Study: Half of Knee Reconstructions Are Avoidable

Friday, 01 Feb 2013 11:51 AM

By Nick Tate

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More than half of all ACL knee-reconstruction surgeries performed each year are avoidable and could be replaced by physical therapy and rehabilitation alone, according to a new research out of Sweden.
 
Lund University researchers, reporting in the British Medical Journal, said the findings confirm the conclusions of a controversial 2010 study they conducted that found up to 60 percent of all anterior cruciate ligament (ACL) reconstructions could be avoided in favor of rehabilitation. Critics questioned the findings and suggested follow-up studies would overturn those results.
 
But the follow-up study reported by Lund researchers this week confirmed the earlier results, suggesting surgery often offers no benefit over physical therapy and rehabilitation in the long run in the prevention of sometimes-debilitating osteoarthritis or other problems.

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 "We have continued with our study and for the first time are able to present a five-year follow-up on the need for and results of ACL surgery as compared with physiotherapy,” said Richard Frobell, an associate professor at Lund and an orthopedic specialist at Helsingborg Hospital who helped conduct the research.
 
“The findings have been published in the British Medical Journal and are basically unchanged from 2010. This will no doubt surprise many people, as we have not seen any difference in the incidence of osteoarthritis.”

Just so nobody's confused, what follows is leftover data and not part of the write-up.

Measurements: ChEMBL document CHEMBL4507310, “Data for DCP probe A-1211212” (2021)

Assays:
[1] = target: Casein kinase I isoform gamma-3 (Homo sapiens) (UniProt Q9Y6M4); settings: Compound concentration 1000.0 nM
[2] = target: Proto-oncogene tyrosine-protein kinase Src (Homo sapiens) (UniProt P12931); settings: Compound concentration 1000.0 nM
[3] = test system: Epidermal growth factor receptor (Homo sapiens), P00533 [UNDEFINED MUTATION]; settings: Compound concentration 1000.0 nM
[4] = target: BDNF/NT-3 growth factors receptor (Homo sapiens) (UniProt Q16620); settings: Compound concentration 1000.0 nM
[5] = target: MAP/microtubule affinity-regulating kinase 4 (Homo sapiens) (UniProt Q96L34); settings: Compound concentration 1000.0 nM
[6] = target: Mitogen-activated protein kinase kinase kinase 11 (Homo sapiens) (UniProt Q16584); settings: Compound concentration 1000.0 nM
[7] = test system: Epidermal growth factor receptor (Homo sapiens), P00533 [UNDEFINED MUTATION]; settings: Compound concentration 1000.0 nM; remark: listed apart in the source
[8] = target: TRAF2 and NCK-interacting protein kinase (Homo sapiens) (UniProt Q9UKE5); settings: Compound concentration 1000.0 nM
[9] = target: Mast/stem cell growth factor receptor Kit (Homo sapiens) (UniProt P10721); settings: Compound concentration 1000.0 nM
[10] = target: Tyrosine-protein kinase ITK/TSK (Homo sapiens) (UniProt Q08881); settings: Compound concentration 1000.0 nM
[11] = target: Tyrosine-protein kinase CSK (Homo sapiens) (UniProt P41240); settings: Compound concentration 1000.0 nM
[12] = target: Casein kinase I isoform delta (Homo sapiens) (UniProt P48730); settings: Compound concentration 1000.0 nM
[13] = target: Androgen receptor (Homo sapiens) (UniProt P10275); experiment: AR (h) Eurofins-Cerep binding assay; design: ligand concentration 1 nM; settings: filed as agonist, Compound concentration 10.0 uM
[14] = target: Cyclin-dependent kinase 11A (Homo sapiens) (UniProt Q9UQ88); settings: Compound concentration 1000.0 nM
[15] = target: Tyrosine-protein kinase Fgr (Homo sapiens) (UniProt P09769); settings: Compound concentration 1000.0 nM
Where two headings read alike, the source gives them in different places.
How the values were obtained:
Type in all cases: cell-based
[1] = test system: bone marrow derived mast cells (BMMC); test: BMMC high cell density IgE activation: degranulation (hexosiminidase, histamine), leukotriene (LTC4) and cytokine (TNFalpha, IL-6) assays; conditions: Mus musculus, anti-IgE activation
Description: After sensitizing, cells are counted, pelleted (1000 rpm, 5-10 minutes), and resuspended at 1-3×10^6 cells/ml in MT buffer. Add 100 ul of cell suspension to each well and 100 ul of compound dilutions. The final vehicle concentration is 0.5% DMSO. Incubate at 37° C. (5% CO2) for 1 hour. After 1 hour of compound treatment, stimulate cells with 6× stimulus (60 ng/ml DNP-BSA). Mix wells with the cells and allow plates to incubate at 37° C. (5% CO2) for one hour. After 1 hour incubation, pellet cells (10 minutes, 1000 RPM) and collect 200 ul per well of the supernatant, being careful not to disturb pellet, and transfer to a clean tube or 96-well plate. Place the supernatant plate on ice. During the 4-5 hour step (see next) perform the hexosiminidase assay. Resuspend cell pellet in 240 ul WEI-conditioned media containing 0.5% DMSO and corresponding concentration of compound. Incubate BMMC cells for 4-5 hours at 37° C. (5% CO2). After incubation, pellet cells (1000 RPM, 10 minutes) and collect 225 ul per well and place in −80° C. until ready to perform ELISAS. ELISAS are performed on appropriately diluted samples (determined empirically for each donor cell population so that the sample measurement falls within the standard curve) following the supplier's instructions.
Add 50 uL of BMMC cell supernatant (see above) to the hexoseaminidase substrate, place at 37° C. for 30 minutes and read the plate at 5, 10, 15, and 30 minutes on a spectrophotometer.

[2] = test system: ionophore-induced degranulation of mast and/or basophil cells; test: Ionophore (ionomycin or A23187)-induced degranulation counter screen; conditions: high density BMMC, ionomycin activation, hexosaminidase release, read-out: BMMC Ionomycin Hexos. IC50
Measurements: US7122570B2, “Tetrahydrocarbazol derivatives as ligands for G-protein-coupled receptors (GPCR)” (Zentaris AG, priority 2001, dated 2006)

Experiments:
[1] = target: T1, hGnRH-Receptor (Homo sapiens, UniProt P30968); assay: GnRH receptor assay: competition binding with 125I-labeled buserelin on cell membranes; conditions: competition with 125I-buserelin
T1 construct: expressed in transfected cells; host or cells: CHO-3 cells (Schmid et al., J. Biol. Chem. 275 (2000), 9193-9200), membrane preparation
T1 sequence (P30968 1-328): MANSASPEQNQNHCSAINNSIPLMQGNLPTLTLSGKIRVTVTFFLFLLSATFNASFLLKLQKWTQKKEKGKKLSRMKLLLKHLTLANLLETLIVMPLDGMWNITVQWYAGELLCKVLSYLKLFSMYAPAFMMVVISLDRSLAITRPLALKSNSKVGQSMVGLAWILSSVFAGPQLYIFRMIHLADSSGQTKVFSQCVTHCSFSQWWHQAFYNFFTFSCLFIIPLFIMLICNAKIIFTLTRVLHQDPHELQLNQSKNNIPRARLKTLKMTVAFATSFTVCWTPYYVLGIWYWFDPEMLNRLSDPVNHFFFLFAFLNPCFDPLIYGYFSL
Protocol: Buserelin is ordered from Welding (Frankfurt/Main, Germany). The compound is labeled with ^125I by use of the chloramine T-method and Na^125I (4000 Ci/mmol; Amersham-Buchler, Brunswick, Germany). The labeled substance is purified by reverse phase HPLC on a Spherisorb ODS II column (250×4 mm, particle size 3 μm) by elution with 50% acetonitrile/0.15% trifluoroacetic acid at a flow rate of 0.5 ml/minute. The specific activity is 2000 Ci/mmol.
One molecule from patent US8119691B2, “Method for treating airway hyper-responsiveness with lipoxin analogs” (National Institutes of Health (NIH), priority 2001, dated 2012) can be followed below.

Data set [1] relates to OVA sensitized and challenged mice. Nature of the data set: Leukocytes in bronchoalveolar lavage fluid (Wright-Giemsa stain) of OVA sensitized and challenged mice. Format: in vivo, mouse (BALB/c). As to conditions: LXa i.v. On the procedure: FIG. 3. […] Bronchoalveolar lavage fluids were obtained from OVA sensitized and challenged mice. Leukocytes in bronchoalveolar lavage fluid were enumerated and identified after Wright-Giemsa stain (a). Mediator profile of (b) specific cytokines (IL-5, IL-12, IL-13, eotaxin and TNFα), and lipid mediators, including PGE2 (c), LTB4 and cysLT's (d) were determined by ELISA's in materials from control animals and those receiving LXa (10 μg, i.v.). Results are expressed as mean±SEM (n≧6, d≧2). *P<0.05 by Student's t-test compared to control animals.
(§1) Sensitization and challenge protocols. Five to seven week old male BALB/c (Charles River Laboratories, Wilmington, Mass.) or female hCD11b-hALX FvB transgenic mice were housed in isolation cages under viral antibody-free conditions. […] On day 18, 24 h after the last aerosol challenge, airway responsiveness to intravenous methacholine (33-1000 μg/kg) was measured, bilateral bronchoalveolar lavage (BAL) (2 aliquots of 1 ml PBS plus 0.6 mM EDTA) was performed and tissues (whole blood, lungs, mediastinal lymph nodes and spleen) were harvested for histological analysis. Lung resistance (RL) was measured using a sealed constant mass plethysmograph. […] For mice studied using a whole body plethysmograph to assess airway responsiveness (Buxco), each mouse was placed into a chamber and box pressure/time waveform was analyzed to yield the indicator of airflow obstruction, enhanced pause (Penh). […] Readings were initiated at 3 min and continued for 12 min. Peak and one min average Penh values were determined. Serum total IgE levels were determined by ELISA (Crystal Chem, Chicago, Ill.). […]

Frobell noted the research group's 2010 study, published in the New England Journal of Medicine, was challenged by some orthopedic clinicians who said more research was needed. For the follow-up study, Lund researchers tracked a group of patients who had reconstructive surgery after having knee problems and compared them to a similar group of individuals who underwent physical therapy without surgery.
 
After five years, the results showed virtually no difference in the risk of developing osteoarthritis or the need for meniscal surgery.
 
“Neither was there any difference in patients' experiences of function, activity level, quality of life, pain, symptoms or general health," said Frobell.
 
"The new report shows that there was no difference in any outcome between those who were operated on straight away, those who were operated on later and those who did not have an operation at all. The message to the medical experts who are treating young, active patients with ACL injuries is that it may be better to start by considering rehabilitation rather than operating straight away."

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